Don Zimmer- (12 seasons at third, short and second) AVG: .235, HR: 91, RBI: 352
Tommy Lasorda- (3 seasons pitching) IP: 58.1, ERA: 6.48, Record: 0-4
Sparky Anderson- (1 season at second) AB: 477, AVG: .218, R: 42
Bobby Valentine- (10 seasons at shortstop, outfield, and second) AB: 1698, BA: .260, HR: 12
Whitey Herzog- (8 seasons at outfield and first) AB: 1614, AVG: .257, HR: 20, RBI: 172
Larry Bowa- (16 seasons at shortstop) (AB: 8418, AVG: 260, SB: 318, 5-time All-Star and 2-time Gold Glove winner
Clint Hurdle- (10 seasons at right field, first, and catcher) AB: 1391, AVG: .259, HR: 32
Cito Gaston- (11 seasons at outfield) AB: 3120, AVG: .256, HR: 91, 1970 All-Star
Ned Yost- (6 seasons at catcher) AVG: .212, HR: 16, RBI: 64
Bob Melvin- (10 seasons at catcher) AB: 1955, AVG: .233, RBI: 212
Eric Wedge- (4 seasons at DH) AB: 86, H: 20, HR: 5
Mike Hargrove- (12 seasons at left field and first) AB: 5564, AVG: .290, RBI: 686, 1974 Rookie of the Year
Phil Garner- (16 seasons at second and third) AB: 6136, AVG: .260, SB: 225, 3-time All-Star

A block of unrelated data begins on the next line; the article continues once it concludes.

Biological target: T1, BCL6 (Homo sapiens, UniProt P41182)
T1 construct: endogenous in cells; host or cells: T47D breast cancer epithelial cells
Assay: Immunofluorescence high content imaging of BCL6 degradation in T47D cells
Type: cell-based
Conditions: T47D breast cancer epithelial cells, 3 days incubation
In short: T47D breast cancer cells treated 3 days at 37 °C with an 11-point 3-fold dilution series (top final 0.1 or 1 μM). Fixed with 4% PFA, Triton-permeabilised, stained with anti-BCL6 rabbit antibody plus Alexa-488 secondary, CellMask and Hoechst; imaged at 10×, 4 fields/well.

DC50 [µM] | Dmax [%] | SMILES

Ken Macha- (6 seasons at third) AB: 380, AVG: .258, HR: 1
Davey Johnson- (13 seasons at second and first) AB: 4797, AVG: .261, HR: 136, RBI: 609, 4-time All-Star

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Written by Josh Katz

Unless you’ve been hiding in the same cave as Osama Bin Laden lately, you are fully aware that Donovan McNabb was dealt to the Washington Dead Skins on Easter Sunday for a bag of practice balls and a stack of free cheese steak coupons. And if you’re in that cave, you’re probably a threat to the United States of America. As a New York Football Giants fan, I was stunned to hear this news, as I am sure most of the NFL community was.  For the past decade, Donovan McNabb has been synonymous with Philadelphia Eagles culture until he was cast away like Tom Hanks. He has given NFC foes headaches and night terrors with his mobility, poise and confidence. (See Below)

  • One Super Bowl trip (kudos to New England)
  • Four NFC Championship appearances
  • Numerous NFC East crowns
  • Six-time Pro-Bowler
  • 2004 NFC Offensive Player of the Year
  • 216 career touches to 100 career INTs
  • Over 32,000 career passing yards
  • 86.5 career QB rating
  • All sorts of Syracuse University records
  • A partridge and a pear tree